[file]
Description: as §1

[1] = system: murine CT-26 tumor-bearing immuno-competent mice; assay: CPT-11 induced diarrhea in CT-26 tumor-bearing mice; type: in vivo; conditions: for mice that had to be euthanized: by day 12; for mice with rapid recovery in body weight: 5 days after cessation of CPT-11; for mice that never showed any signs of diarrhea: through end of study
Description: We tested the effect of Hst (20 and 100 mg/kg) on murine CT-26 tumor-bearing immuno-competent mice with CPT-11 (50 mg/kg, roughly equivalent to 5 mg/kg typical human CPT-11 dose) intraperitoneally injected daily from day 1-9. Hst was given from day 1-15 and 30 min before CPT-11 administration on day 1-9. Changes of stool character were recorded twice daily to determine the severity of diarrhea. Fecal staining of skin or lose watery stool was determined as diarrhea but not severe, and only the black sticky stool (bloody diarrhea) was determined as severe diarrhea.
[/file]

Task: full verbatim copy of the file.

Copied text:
Description: as §1

[1] = system: murine CT-26 tumor-bearing immuno-competent mice; assay: CPT-11 induced diarrhea in CT-26 tumor-bearing mice; type: in vivo; conditions: for mice that had to be euthanized: by day 12; for mice with rapid recovery in body weight: 5 days after cessation of CPT-11; for mice that never showed any signs of diarrhea: through end of study
Description: We tested the effect of Hst (20 and 100 mg/kg) on murine CT-26 tumor-bearing immuno-competent mice with CPT-11 (50 mg/kg, roughly equivalent to 5 mg/kg typical human CPT-11 dose) intraperitoneally injected daily from day 1-9. Hst was given from day 1-15 and 30 min before CPT-11 administration on day 1-9. Changes of stool character were recorded twice daily to determine the severity of diarrhea. Fecal staining of skin or lose watery stool was determined as diarrhea but not severe, and only the black sticky stool (bloody diarrhea) was determined as severe diarrhea.